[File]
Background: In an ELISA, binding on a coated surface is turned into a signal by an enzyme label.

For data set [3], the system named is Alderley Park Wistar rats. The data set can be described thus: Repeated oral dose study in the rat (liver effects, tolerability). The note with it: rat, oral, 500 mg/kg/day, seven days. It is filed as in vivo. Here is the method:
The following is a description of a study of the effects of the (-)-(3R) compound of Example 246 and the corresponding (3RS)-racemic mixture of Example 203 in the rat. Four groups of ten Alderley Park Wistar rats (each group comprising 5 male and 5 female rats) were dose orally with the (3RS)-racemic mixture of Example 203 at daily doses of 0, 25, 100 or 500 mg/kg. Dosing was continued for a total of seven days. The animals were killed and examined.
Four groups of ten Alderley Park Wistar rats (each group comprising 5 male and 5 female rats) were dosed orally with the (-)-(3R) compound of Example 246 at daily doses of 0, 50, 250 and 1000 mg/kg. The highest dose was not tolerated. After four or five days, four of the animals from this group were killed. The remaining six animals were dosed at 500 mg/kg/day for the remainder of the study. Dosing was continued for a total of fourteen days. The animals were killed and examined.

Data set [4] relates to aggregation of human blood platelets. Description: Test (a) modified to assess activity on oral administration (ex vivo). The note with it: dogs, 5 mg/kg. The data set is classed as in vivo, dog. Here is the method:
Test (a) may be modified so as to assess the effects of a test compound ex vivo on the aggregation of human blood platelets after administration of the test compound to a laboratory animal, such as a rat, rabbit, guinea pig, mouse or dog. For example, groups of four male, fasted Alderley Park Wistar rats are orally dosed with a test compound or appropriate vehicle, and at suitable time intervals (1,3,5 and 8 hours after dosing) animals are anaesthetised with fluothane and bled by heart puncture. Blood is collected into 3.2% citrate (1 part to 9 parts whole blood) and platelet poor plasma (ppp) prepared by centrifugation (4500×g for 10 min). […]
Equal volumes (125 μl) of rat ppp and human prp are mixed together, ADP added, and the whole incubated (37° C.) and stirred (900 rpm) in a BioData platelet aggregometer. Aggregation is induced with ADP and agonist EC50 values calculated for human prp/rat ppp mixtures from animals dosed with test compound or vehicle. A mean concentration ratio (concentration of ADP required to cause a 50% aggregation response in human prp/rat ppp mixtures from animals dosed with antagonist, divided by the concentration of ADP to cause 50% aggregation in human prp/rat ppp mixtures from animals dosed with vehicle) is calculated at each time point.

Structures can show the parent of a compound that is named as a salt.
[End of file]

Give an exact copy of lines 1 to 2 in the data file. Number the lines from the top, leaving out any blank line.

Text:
Background: In an ELISA, binding on a coated surface is turned into a signal by an enzyme label.

For data set [3], the system named is Alderley Park Wistar rats. The data set can be described thus: Repeated oral dose study in the rat (liver effects, tolerability). The note with it: rat, oral, 500 mg/kg/day, seven days. It is filed as in vivo. Here is the method: